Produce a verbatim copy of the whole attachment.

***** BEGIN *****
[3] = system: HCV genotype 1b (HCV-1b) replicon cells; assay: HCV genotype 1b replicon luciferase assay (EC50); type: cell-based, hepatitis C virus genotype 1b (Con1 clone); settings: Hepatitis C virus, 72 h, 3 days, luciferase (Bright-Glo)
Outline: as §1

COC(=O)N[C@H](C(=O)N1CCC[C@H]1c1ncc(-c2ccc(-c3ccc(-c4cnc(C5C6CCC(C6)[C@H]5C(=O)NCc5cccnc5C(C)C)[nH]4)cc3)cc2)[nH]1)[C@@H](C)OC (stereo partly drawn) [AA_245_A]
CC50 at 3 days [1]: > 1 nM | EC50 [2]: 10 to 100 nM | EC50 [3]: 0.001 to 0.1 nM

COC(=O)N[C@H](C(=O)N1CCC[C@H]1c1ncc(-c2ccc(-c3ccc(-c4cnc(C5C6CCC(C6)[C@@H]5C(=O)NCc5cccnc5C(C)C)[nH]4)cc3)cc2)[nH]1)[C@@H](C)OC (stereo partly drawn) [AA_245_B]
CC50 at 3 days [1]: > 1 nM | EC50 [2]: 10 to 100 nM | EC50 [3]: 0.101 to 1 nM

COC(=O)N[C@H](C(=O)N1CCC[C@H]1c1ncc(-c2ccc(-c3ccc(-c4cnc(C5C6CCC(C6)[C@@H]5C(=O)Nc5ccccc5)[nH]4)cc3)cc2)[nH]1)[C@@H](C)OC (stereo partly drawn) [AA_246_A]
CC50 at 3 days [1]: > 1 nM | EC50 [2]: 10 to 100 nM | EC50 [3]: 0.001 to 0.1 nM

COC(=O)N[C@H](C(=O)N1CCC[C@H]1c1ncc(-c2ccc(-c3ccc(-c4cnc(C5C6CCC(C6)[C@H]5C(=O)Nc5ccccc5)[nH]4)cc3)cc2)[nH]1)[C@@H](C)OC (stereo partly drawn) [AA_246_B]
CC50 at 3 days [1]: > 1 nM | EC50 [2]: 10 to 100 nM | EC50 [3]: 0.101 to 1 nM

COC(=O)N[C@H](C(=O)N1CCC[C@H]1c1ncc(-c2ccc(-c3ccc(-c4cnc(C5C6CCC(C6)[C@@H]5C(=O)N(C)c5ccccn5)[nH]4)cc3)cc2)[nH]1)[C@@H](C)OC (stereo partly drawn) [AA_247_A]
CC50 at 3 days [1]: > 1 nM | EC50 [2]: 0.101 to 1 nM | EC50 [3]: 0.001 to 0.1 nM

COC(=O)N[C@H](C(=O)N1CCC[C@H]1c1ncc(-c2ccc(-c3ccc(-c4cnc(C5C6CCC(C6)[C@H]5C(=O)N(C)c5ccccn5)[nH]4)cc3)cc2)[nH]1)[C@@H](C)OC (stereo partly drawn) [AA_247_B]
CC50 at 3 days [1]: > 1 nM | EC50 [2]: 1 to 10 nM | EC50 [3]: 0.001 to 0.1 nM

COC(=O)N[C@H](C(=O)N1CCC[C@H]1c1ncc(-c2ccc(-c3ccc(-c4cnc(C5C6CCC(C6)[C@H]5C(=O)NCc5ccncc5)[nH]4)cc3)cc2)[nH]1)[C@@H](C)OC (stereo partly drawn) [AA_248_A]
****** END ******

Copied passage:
[3] = system: HCV genotype 1b (HCV-1b) replicon cells; assay: HCV genotype 1b replicon luciferase assay (EC50); type: cell-based, hepatitis C virus genotype 1b (Con1 clone); settings: Hepatitis C virus, 72 h, 3 days, luciferase (Bright-Glo)
Outline: as §1

COC(=O)N[C@H](C(=O)N1CCC[C@H]1c1ncc(-c2ccc(-c3ccc(-c4cnc(C5C6CCC(C6)[C@H]5C(=O)NCc5cccnc5C(C)C)[nH]4)cc3)cc2)[nH]1)[C@@H](C)OC (stereo partly drawn) [AA_245_A]
CC50 at 3 days [1]: > 1 nM | EC50 [2]: 10 to 100 nM | EC50 [3]: 0.001 to 0.1 nM

COC(=O)N[C@H](C(=O)N1CCC[C@H]1c1ncc(-c2ccc(-c3ccc(-c4cnc(C5C6CCC(C6)[C@@H]5C(=O)NCc5cccnc5C(C)C)[nH]4)cc3)cc2)[nH]1)[C@@H](C)OC (stereo partly drawn) [AA_245_B]
CC50 at 3 days [1]: > 1 nM | EC50 [2]: 10 to 100 nM | EC50 [3]: 0.101 to 1 nM

COC(=O)N[C@H](C(=O)N1CCC[C@H]1c1ncc(-c2ccc(-c3ccc(-c4cnc(C5C6CCC(C6)[C@@H]5C(=O)Nc5ccccc5)[nH]4)cc3)cc2)[nH]1)[C@@H](C)OC (stereo partly drawn) [AA_246_A]
CC50 at 3 days [1]: > 1 nM | EC50 [2]: 10 to 100 nM | EC50 [3]: 0.001 to 0.1 nM

COC(=O)N[C@H](C(=O)N1CCC[C@H]1c1ncc(-c2ccc(-c3ccc(-c4cnc(C5C6CCC(C6)[C@H]5C(=O)Nc5ccccc5)[nH]4)cc3)cc2)[nH]1)[C@@H](C)OC (stereo partly drawn) [AA_246_B]
CC50 at 3 days [1]: > 1 nM | EC50 [2]: 10 to 100 nM | EC50 [3]: 0.101 to 1 nM

COC(=O)N[C@H](C(=O)N1CCC[C@H]1c1ncc(-c2ccc(-c3ccc(-c4cnc(C5C6CCC(C6)[C@@H]5C(=O)N(C)c5ccccn5)[nH]4)cc3)cc2)[nH]1)[C@@H](C)OC (stereo partly drawn) [AA_247_A]
CC50 at 3 days [1]: > 1 nM | EC50 [2]: 0.101 to 1 nM | EC50 [3]: 0.001 to 0.1 nM

COC(=O)N[C@H](C(=O)N1CCC[C@H]1c1ncc(-c2ccc(-c3ccc(-c4cnc(C5C6CCC(C6)[C@H]5C(=O)N(C)c5ccccn5)[nH]4)cc3)cc2)[nH]1)[C@@H](C)OC (stereo partly drawn) [AA_247_B]
CC50 at 3 days [1]: > 1 nM | EC50 [2]: 1 to 10 nM | EC50 [3]: 0.001 to 0.1 nM

COC(=O)N[C@H](C(=O)N1CCC[C@H]1c1ncc(-c2ccc(-c3ccc(-c4cnc(C5C6CCC(C6)[C@H]5C(=O)NCc5ccncc5)[nH]4)cc3)cc2)[nH]1)[C@@H](C)OC (stereo partly drawn) [AA_248_A]